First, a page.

Wherever you go you’re surrounded by nature – from the river turtles that come bobbing up to your boat for chunks for bread to the kingfishers which dart through the reeds in a brilliant flash of colour. If you’re at all interested in birds, come in the spring when be-winged visitors from Europe, Africa and Asia stop in Dalyan on their annual journey of migration.

An hour downstream on a slow boat, past Dalyan village and through the reed-fringed delta, you arrive at Iztuzu Beach with its rolling dunes and gently lapping blue sea. It’s hard to believe that these three miles or so of soft sand have avoided the scars of development – yet there are no permanent buildings to deface what many consider to be the best beach in Turkey. Iztuzu beach is now listed in the worlds top 6 beaches.

For this we must thank the loggerhead sea turtle (Caretta caretta) for it was the persistence of this mysterious creature in always returning to Iztuzu to lay her eggs which led in the 1980s to a campaign, backed by David Bellamy, to assign a protected status to the beach.

Today, certain areas are cordoned off in the summer to protect the nests and the beach is closed at night while the turtles do what they have always done. Still, it’s possible to spot the tracks of these creatures on the beach and a few visitors have been lucky enough to spy a turtle bobbing majestically in the sea.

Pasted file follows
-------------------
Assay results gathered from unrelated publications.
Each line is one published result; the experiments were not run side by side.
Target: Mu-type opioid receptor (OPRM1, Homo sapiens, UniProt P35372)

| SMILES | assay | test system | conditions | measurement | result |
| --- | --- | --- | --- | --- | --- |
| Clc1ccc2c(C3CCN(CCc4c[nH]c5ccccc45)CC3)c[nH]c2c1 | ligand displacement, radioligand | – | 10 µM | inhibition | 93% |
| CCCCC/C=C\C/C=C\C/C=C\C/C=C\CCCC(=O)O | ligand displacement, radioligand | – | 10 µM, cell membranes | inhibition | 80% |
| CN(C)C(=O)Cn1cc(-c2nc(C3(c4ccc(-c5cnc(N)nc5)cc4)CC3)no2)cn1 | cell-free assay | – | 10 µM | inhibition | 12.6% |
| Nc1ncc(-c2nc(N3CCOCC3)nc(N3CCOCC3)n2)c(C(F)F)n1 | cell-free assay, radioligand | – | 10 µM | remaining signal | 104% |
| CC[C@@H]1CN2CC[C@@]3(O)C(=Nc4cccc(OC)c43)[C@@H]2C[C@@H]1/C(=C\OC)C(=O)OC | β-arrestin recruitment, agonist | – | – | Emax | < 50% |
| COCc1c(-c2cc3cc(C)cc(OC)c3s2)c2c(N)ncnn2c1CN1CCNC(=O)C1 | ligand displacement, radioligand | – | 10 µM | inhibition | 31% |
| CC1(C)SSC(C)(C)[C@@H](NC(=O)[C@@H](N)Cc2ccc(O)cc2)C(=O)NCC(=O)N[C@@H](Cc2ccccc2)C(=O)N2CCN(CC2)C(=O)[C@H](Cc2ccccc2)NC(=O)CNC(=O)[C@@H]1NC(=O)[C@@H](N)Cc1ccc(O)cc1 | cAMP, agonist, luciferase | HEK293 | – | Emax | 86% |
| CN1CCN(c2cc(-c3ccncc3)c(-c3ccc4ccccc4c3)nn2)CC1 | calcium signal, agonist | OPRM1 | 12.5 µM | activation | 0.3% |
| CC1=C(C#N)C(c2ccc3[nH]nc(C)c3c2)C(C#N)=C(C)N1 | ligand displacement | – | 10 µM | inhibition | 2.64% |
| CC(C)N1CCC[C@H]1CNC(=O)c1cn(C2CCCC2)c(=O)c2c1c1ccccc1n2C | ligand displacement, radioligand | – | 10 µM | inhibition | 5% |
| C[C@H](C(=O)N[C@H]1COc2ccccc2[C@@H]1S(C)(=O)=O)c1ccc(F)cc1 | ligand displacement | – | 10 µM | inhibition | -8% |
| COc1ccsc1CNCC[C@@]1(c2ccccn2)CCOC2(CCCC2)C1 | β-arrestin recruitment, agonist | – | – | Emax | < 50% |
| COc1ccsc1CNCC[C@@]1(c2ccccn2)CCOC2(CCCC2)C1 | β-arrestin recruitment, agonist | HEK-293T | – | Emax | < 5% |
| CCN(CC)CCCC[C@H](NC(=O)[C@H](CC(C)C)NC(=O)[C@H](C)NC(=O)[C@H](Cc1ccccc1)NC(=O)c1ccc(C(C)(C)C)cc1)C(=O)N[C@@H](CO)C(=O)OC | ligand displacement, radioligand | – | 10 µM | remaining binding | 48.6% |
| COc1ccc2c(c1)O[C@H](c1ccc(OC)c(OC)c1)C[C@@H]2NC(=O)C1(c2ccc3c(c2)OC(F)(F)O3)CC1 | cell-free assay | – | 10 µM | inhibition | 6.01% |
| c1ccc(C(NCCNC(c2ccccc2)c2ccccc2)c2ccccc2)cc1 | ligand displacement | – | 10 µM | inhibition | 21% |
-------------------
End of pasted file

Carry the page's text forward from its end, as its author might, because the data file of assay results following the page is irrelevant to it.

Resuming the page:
Take a stroll along the sand and you’ll come to another, very different beach, shaded cliffs, dotted with trees bent over by the winter winds and backed by a salty lake. This is where the local people come on Sundays, bringing children and grandparents, tea sets and rugs on the back of the family tractor. The journey back is a scenic meander through mountains, on a road lined with oleander bushes which give way every so often to reveal yet another glorious view of the Dalyan delta.

All around Dalyan there are treasures to discover – places where you can feast on fish over an icy cold mountain stream, explore the ruins of a Selcuk mosque, clamber a waterfall or snorkel through caves. And if you can muster up the energy to leave Dalyan for a while, you can explore the classical sites of Ephesus and Pamukkale, the Lycian cities of Xanthos and Pinara, even the bustling commercial mecca of Marmaris, if only to make you thankful that gentle Dalyan is your home…

You might think that somewhere as special as Dalyan must be hidden away at the end of a long, dusty bus journey, demanding hours of travel on twisting roads. Yet it’s just 30 minutes from Dalaman Airport (with a regular influx of European charters and scheduled flights from Istanbul), making it one of the most easily-reached, as well as one of the most rewarding, of all the Turkish destinations. Maybe this is why so many people return to Dalyan years after year. Maybe this is why so many  choose to put down roots here.

Maybe you will, too…


Copyright 2003, Utopia Ltd. All rights reserved